The yearly Arizona Civil War reenactment at Picacho Peak offered an interesting opportunity to try to recreate the specific look of that time. The Civil War wasn’t the first war to be photographed- that was the Crimean War- but it was the first war Americans ever saw images from. In particular the work of Matthew Brady’s company of photographers is so iconic it’s the first thing people think of when the Civil War is brought up as a topic of conversation.
I went with my 4×5 Graphlex Field Camera and 14 sheets of film. I also took my son Patrick, who opened up one of the film holders before I got any shots at all. In February, I was at another Civil War event at Pioneer Village north of Phoenix, and the attendance there was low enough that I figured I’d have the actors and location pretty open to shoot in. Not so. There were thousands of people at the Picacho Peak event, and anyone who has ever tried to get authentic period shots when you have so many other people milling about knows that it ain’t easy.
Quite a few of these spectators were photographers themselves, from DSLRs to medium format to an interesting DIY combo of “Frankensteined” vintage lenses on a mirrorless Sony camera. The 4×5 was slower than usual due to issues in keeping my son calm and happy, but it worked out in several ways:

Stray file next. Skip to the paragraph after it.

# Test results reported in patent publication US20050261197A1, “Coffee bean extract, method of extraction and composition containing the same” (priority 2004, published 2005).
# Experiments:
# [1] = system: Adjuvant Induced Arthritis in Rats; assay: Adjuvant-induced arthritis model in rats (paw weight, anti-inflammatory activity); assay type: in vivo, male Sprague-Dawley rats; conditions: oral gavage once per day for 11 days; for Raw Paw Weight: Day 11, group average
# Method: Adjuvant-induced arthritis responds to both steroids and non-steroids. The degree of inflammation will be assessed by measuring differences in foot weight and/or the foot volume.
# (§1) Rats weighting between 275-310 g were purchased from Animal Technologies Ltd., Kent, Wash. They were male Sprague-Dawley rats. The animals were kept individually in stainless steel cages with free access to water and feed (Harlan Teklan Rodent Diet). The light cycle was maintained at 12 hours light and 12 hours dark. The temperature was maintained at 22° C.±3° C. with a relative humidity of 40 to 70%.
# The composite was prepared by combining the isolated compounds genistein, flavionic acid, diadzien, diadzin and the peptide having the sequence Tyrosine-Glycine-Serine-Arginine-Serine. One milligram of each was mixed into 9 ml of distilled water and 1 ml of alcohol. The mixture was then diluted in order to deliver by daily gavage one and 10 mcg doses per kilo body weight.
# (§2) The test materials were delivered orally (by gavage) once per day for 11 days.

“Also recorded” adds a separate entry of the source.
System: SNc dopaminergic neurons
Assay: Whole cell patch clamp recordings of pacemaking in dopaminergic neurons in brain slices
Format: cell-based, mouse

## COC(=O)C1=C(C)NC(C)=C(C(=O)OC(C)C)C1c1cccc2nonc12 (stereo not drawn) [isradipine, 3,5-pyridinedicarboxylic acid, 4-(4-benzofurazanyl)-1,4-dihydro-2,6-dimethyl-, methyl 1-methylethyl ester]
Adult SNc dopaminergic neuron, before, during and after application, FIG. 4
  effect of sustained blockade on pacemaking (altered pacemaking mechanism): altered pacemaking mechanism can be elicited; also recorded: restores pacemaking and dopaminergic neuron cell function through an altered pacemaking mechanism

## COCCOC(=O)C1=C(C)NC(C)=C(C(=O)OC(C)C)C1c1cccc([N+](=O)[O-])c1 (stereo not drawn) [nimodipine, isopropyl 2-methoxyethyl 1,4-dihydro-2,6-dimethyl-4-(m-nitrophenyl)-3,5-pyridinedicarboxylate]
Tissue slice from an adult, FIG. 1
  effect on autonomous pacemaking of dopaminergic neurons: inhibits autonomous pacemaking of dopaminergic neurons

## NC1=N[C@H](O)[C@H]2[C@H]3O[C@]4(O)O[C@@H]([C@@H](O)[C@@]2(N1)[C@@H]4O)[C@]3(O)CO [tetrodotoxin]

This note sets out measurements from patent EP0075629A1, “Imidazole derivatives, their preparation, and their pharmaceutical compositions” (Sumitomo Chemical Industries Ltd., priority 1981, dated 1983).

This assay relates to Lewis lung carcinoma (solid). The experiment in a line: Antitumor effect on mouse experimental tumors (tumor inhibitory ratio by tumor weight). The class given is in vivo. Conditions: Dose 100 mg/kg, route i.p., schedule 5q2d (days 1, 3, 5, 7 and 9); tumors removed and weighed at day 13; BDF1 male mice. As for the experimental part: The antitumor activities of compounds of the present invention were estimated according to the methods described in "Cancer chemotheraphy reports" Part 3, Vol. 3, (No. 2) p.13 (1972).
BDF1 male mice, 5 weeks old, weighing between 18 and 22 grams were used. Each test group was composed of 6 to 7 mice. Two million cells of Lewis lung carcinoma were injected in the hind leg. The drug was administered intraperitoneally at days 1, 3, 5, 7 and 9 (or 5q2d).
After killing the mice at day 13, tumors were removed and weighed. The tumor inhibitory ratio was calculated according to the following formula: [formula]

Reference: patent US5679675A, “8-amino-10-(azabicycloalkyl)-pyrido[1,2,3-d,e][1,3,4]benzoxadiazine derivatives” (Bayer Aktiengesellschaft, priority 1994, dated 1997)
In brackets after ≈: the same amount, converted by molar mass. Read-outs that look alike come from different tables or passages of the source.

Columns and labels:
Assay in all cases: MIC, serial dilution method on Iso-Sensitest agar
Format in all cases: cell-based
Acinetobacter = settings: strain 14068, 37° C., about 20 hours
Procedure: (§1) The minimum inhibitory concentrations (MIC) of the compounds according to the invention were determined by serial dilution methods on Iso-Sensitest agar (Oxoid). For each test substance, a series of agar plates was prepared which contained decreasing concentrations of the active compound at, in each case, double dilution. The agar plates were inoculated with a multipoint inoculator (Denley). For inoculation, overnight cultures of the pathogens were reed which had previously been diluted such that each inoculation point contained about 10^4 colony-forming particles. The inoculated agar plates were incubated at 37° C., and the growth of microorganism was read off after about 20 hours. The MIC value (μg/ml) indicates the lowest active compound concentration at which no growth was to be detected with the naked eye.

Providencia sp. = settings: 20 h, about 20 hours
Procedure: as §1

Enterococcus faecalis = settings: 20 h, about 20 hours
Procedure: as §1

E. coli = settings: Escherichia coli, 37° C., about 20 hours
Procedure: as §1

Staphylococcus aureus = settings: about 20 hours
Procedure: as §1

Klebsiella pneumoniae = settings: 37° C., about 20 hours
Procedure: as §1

Forcing me to plan out shots, rather than “spray shooting” and hoping to sort them out later
Forcing me to shoot in a framing style similar to the real Civil War photos
Getting me a lot of attention from actors, kids, other photographers. Nothing like a weird camera to help introverts like myself talk to people.
We arrived back at our house in Chandler around 4 pm, developed the film by 6 pm, scanned the 11 good images by the next day, and I finished them off using a combination of texture overlays, Nik software’s Tone Mapping in HDR Pro and Silver EFX Pro, and Adobe Lightroom.
In a previous post I talked about one of the non-photographic creative outlets I have in the music I create as Artificial Human. My other, most recent creative love is ceramic sculpture. Music and sculpture utilize vastly different creative muscles from photography than, say, drawing, painting, video or graphics.
I started appreciating and collecting pottery when I was in ASU’s American Indian studies program. Pottery/ ceramics are quite big around Arizona and New Mexico because the arid climate lends itself to drying out pieces- in England, it may take a week for something to dry out and be fire-ready whereas here it only takes a day.
Ceramics are awesome for many reasons:
The work has an end. You can’t get more done than something being glazed and fired.
Some pieces are utilitarian- bowls and mugs and vases etc.
It isn’t something that can be digitized and pirated. If you want it, you have to make it yourself or buy it. And a lot of people are willing to spend money on ceramics.
Clay is a tactile experience that doesn’t involve sitting in front of a screen.
Clay is so easy to model and shape. It’s fascinating to see what you can do with something that starts as a ball of mud.